Bowling isn’t as fun, particularly as a spinner. It’s a fiddly affair, much like the real act of getting the leather to curve up through a block-hole. Twirling the left thumbstick to increase spin after selecting the initial type of spin feels slightly unintuitive, with the right stick simulating the arm action. I’m just a lousy bowler, but even at lower settings, I still found bowling to be an exercise in score management. Wickets were hen’s teeth. Or maybe my homemade Launceston lunchbox legend, J. de Alwis, simply needed to spent a little more time in the nets. Or the visual gauges to return in place of seat-of-the-pants analog controls, where you really need to learn by feel.
An apparent salve to my looming tally of no-balls, wides and leather-free stumps is the option to tweak pretty much every mechanical element of the game. Tighten a nut, jiggle a bolt; within the gameplay settings sub-menu sits a suite of sliders where you can adjust friction parameters, foot placement difficulty, minimum to maximum pace and the list goes on. Some parameters are relatively self-explanatory, but as they don’t have example text to help make decisions, it’s not nearly as helpful as it could be. That these options are there is terrific, but a little documentation wouldn’t go astray.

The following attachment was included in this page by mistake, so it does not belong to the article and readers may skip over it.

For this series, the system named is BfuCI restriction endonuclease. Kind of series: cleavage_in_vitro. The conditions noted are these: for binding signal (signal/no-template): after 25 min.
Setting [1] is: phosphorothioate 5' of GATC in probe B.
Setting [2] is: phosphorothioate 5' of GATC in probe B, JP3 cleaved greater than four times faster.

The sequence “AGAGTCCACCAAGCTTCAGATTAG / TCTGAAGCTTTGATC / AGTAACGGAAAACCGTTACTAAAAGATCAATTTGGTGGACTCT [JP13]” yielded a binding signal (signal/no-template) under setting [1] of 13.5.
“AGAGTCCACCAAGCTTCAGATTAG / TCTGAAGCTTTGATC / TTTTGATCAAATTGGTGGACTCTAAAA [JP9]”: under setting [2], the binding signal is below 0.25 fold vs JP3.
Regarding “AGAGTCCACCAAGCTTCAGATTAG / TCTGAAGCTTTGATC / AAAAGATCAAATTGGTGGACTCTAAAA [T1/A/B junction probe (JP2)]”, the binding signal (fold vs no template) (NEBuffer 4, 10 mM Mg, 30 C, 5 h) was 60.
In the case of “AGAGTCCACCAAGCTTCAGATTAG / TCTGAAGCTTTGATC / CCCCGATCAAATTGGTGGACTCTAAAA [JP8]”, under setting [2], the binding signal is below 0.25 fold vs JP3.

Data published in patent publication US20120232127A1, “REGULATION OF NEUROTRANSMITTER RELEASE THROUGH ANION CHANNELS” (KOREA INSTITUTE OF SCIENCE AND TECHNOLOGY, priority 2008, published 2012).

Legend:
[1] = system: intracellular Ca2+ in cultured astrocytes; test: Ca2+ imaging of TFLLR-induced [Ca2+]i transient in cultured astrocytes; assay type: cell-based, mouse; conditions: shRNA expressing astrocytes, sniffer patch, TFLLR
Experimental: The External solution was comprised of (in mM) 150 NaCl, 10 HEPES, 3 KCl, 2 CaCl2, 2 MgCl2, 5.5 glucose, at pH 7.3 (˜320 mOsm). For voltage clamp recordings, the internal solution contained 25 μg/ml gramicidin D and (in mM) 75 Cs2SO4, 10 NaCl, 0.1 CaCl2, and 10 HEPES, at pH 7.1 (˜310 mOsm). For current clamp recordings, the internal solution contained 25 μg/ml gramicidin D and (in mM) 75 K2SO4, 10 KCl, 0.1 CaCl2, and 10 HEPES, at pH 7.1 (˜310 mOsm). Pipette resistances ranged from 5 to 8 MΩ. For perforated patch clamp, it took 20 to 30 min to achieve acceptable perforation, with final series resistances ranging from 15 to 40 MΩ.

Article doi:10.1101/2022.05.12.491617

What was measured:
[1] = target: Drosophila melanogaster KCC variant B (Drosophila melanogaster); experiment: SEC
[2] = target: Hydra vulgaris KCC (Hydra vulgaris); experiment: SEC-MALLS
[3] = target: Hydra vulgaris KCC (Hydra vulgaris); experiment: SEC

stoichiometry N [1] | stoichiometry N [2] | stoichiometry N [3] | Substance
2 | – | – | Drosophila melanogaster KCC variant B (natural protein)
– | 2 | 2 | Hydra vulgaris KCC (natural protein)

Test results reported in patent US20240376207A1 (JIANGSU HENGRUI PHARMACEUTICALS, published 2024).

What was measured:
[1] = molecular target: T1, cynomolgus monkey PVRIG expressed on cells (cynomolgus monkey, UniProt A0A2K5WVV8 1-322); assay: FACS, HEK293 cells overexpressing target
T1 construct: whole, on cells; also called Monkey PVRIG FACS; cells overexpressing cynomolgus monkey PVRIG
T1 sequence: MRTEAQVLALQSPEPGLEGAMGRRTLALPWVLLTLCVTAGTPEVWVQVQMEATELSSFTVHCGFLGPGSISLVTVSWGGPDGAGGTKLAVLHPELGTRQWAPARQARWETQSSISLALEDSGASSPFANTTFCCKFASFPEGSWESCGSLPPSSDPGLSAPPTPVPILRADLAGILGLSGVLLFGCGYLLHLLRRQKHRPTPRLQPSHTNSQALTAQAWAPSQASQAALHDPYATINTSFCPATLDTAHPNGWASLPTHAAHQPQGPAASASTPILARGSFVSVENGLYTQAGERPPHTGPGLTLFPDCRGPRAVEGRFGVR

Don Bradman Cricket 17 has been a stable experience with a few kinks here and there. I’ve encountered some hinky fielding glitches involving errant ball physics and watched umpire perform an impressive but distracting square-dance routine at the Chapel Street end. It’s usually small technical snafus that, if the previous title is anything to go by, will be ironed out through patching.
The big issue I have, and it’s really hard to pin down, is the slightly anaemic presentation. Something feels off. Character creation is deeper than it ever was, right down sliders for ruddiness and pock-marks, but once away from the pavilion, everything looks a touch thin. It might the gamma or lighting, but where 14 felt full and robust, issues of contrast reduces the feeling of standing in The G. I wandered back to the original Don Bradman to compare notes, and sure enough, things looked better. 17 does feature a few filters, but beyond the default setting, they’re surprisingly crude and utterly unsuitable for play. If you’re chasing the 1948 Invincibles ambience, however, sepia helps sell the dream.
Audio design remains as atmospheric as ever. Lots of good filtered sounds of the ground; the undulating peak and trough of a capacity crowd or the comfortably slim nattering of a regional club meet. There’s a blast of rock for the T20 boundaries and a purposefully echo-ridden PA heralding fresh batsmen. If the graphical quirks of Don Bradman Cricket 17 don’t quite meet the bar, the ambient sound design certainly picks up the slack.
Beyond issues of presentation, Big Ant’s fresh effort is worth the price of admission. Don Bradman Cricket 17 is a very competent take on a technical game, and while this game has the tough job of following 14’s revolution, it still is, as Bill Lawry says, all happening here.